Walking over to my chair, cell phone in hand, Bev exclaimed (the tone of her voice implying the answer was a given to her upcoming question), “Aren’t these pictures beautiful? Here, look at this one—I took it from the old Fort. Can you spot the house in the background across the inlet? That’s where my father would put the boat in the water to take us up the coast. Those were good times.” Bev’s photographs, composites of her beloved seas and shorelines along Maine’s southern and mid-coast, comprise a visual memorial to the beaches and bays that provided a measure of playfulness and serenity within the more chronic and painful vagaries of her childhood and adolescence.
“Ahhhgh!” Lance moaned as he slouched stiffly on the couch on an airy summer day.
He stretched his legs past the edge of the table, rubbed his right thigh. Lance groaned. “I’m a mess. The two little ones were crawling all over me this morning, bumping every inch of me that’s bruised. I had to get up and get all of them breakfast, but my body hurt so bad I wasn’t sure I could even move.”
A married father of three and a martial artist in his mid-thirties, Lance is tall, tan and robust looking, an appearance that belies his current physical discomfort.
“What’s happened to make you so sore, Lance?”
“My physical therapist says its bursitis in my muscles. It’s because of my damn job.” Lance, advertises his frustration with a loud, drawn out ‘jawwwb.’ “They have me blasting in a tube again! No PT is going to help me when I’m getting bashed all the time!”
Lance’s well-paying job is rather unusual. Working for a company whose contracted venues mandate sandblasting and painting in spaces where he barely fits, Lance must use Superman strength, Ironman agility and Spiderman courage to keep from being crushed against the walls and wounded by the heavy equipment he carries. Although Lance credits martial arts training for giving him the flexibility to perform this work, invariably he ends up moving around in awkward and uncomfortable positions and coming out hurt.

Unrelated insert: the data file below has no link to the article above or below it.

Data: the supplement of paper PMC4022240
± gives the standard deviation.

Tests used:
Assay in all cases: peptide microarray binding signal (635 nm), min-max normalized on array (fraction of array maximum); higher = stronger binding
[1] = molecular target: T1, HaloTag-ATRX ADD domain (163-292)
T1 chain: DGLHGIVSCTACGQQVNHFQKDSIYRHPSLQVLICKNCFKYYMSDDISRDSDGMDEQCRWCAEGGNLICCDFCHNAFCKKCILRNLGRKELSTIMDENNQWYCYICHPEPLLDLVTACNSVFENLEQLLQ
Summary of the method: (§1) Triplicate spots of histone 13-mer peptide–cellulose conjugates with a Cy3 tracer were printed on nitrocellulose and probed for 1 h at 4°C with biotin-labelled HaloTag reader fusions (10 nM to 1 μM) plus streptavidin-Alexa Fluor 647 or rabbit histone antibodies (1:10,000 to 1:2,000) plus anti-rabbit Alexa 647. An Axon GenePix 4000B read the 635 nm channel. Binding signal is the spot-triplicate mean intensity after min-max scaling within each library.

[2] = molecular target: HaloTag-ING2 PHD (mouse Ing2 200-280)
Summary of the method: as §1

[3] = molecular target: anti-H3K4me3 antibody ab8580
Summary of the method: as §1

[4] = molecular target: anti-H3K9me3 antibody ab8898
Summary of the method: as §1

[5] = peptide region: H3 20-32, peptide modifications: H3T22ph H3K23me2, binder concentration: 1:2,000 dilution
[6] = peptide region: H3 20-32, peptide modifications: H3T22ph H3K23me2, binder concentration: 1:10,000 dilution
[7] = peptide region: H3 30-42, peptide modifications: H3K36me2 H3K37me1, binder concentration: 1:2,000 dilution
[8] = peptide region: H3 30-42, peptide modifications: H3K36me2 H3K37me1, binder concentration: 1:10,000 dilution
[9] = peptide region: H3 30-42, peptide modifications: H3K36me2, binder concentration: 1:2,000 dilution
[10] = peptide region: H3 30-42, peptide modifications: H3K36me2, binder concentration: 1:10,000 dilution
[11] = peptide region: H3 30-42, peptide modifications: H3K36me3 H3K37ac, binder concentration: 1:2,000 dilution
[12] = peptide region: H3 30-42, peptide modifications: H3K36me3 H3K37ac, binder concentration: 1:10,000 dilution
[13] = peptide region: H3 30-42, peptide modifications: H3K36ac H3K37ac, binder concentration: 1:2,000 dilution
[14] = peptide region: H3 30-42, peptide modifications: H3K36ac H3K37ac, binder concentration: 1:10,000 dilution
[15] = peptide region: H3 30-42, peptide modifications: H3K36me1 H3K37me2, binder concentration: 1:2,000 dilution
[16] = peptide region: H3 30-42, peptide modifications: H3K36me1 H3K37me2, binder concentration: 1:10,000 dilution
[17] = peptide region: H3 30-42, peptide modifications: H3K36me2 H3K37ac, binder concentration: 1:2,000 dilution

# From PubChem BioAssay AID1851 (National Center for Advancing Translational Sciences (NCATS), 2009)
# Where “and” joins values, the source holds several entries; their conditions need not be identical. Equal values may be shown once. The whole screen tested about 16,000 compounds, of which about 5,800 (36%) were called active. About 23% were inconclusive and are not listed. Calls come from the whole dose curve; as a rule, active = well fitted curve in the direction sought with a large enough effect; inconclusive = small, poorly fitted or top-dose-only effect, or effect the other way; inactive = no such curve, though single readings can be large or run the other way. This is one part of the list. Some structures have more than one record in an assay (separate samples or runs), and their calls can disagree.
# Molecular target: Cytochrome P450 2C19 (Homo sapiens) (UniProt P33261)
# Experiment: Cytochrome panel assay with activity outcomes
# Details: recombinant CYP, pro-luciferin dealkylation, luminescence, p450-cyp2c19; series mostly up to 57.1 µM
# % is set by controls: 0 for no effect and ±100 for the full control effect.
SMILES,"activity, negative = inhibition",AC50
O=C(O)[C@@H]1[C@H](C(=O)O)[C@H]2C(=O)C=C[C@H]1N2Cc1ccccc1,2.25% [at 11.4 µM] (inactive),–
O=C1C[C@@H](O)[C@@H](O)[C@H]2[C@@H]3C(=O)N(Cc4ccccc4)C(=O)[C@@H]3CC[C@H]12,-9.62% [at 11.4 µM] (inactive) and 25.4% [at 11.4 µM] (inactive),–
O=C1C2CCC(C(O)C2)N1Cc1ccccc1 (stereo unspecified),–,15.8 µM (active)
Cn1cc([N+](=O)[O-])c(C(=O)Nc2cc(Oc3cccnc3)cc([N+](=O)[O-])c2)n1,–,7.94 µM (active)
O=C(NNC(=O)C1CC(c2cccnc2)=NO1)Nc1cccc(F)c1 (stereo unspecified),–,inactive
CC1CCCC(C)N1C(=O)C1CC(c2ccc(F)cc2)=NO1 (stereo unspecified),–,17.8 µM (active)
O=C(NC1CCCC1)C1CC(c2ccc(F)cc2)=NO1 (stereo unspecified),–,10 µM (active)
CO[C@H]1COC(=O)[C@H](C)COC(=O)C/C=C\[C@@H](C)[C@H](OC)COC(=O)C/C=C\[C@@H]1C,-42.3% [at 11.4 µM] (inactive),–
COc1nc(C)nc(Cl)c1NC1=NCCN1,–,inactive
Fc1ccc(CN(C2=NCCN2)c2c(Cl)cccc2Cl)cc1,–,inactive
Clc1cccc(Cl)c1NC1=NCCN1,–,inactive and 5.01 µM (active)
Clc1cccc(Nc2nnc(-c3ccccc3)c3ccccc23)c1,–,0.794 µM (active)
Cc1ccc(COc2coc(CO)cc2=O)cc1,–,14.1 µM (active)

“I’m so exhausted!” Emily sighed as she slumped into the rocking chair. “The store is driving me crazy!”
Congenial and generally upbeat, Emily juggles complex roles as manager of a profitable men’s clothing franchise: engaging saleswoman, savvy boss and compassionate housemother for her “kids” as she calls her staff. Emily handles the pressures with genuine warmth and contagious wit. Despite changing business requirements and the kids’ idiosyncratic quirks, Emily remains surprisingly happy in her job, often affirming, “My job is fun. It makes me feel really good.”
Yet, on this vibrantly sunny summer day, something was different. The energy with which Emily entered the room was visibly and palpably low, as if a cloud had blocked the light that had been beaming through the window. With a wan twinkle at the edges of her usually lively eyes, Emily recounted the latest list of stressors involving inventory, customers and the kids.
Mindfulness is trending. It’s been on the forefront of conversations in terms of Western therapeutic methodologies since Jon Kabat Zinn integrated it into his Mindfulness-Based Stress Reduction program (MBSR) in the early 1980s. Today, mindfulness practices are at the heart of many psychotherapeutic approaches such as: mindfulness-based cognitive therapy (MBCT); acceptance and commitment therapy (ACT); dialectical behavior therapy (DBT); mindfulness-based relapse prevention (MBRP); mindfulness-based trauma therapy (MBTT); and mindfulness-based eating awareness training (MB-EAT). The word itself, however, is often confused. Its meaning subjectively associated with who or what entity is promoting its use. There’s clearly a difference between Eastern approaches to meditation and mindfulness and the current Western emphasis. With the proliferation of modalities integrating components of meditation and mindfulness practice, this book is a welcome addition to Hogrefe’s Advances in Psychotherapy: Evidence Based Practice Series—noted as Volume 37.